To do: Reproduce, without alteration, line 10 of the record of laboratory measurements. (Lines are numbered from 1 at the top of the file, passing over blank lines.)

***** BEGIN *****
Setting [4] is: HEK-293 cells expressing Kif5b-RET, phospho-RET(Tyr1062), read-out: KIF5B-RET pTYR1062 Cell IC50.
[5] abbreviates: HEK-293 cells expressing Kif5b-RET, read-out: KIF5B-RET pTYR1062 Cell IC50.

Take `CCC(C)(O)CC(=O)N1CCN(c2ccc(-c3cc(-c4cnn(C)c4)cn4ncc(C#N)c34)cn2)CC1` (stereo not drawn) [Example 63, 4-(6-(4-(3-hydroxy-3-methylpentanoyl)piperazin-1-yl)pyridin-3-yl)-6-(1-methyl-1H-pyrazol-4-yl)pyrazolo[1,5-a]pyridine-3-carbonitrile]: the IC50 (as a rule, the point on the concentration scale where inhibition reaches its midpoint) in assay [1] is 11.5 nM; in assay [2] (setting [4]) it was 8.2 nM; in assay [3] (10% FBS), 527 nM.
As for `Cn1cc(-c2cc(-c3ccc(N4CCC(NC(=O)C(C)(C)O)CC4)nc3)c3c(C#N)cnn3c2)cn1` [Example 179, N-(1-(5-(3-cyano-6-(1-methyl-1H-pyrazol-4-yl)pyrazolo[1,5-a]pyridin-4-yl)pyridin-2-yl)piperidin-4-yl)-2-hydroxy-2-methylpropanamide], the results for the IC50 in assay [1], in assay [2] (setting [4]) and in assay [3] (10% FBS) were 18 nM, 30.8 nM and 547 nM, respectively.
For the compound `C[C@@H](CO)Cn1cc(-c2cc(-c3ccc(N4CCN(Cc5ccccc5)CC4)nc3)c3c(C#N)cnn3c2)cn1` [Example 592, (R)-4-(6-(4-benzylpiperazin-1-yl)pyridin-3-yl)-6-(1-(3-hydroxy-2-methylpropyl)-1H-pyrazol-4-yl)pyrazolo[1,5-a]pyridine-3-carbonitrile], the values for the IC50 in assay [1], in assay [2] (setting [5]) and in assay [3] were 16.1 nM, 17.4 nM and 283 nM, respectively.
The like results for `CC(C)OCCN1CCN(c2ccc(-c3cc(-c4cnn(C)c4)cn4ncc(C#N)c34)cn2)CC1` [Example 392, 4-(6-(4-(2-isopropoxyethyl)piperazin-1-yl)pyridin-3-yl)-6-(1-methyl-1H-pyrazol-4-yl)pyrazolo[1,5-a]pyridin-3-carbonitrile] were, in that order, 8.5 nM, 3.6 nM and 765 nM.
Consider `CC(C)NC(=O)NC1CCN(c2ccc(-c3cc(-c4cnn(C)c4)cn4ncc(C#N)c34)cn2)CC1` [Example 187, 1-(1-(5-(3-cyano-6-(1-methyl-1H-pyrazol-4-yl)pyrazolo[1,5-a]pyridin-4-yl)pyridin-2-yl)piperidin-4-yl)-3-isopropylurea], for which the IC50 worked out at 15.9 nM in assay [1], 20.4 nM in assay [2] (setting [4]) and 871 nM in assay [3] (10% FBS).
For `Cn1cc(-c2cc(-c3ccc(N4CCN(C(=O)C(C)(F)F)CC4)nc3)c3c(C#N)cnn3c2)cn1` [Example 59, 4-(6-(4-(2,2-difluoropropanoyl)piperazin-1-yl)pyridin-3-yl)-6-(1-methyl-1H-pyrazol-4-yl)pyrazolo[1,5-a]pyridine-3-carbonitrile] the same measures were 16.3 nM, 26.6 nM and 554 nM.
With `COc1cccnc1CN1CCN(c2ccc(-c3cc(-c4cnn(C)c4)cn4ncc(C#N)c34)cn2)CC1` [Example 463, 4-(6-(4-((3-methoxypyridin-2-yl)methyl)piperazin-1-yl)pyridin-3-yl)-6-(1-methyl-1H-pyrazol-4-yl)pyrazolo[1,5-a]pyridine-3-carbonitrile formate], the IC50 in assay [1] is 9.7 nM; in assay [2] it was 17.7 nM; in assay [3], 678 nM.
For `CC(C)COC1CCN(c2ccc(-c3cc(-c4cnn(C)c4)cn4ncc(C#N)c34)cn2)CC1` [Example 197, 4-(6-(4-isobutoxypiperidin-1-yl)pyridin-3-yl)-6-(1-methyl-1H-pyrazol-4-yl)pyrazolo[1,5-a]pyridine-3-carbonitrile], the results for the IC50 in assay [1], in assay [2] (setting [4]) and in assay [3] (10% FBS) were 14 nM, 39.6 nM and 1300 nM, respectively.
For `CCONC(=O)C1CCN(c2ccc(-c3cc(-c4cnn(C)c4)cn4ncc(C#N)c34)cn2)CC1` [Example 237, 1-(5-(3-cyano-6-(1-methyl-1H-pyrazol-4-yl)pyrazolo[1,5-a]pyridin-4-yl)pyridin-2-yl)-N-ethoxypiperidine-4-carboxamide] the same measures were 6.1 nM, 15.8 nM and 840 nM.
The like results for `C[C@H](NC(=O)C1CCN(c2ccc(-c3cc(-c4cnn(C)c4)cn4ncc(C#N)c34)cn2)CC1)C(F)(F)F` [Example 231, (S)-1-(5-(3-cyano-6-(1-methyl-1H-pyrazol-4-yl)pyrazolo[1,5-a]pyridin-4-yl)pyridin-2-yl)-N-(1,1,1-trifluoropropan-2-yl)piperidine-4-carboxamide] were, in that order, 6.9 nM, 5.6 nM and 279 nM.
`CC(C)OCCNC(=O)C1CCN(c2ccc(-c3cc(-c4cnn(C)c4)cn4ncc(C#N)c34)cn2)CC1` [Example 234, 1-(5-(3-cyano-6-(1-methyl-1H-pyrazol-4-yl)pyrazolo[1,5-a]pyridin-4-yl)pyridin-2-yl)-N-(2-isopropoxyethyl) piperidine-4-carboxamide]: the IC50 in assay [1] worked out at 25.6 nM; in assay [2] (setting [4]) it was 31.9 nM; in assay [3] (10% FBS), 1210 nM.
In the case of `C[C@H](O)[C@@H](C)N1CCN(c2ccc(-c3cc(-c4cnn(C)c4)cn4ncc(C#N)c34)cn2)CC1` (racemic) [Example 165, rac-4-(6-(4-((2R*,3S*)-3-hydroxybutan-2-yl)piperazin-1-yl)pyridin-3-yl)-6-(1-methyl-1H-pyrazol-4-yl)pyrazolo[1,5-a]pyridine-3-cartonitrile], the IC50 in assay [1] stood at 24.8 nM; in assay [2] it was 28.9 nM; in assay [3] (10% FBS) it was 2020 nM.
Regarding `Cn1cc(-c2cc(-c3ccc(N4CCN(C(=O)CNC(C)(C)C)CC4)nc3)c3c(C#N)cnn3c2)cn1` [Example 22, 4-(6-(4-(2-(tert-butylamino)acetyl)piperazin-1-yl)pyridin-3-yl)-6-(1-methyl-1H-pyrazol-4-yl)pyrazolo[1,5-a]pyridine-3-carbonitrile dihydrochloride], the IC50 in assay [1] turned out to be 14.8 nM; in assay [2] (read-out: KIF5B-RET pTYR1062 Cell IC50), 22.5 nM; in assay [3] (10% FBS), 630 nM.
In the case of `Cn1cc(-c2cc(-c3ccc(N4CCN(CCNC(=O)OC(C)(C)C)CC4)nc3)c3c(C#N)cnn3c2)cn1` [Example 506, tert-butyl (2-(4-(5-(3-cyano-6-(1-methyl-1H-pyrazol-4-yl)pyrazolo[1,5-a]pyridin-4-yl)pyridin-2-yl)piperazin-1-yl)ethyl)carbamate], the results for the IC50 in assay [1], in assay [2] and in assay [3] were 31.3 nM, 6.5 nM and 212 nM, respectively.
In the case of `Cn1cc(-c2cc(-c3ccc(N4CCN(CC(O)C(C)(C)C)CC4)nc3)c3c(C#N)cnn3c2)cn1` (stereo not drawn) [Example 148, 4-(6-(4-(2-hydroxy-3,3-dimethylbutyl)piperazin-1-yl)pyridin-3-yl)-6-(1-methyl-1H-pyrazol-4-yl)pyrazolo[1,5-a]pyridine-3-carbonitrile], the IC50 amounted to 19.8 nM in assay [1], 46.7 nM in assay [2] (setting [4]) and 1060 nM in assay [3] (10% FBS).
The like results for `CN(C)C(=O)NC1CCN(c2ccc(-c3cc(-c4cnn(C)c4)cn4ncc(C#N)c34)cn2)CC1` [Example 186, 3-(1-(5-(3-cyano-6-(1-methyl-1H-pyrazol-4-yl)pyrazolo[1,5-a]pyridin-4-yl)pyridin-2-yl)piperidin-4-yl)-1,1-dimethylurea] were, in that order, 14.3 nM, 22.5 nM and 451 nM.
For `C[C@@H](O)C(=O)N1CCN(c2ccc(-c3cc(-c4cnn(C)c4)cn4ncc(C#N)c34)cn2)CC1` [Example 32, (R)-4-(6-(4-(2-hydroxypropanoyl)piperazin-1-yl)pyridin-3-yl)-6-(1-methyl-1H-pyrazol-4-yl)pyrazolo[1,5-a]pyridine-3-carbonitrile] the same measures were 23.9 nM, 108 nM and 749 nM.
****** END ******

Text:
For `CC(C)COC1CCN(c2ccc(-c3cc(-c4cnn(C)c4)cn4ncc(C#N)c34)cn2)CC1` [Example 197, 4-(6-(4-isobutoxypiperidin-1-yl)pyridin-3-yl)-6-(1-methyl-1H-pyrazol-4-yl)pyrazolo[1,5-a]pyridine-3-carbonitrile], the results for the IC50 in assay [1], in assay [2] (setting [4]) and in assay [3] (10% FBS) were 14 nM, 39.6 nM and 1300 nM, respectively.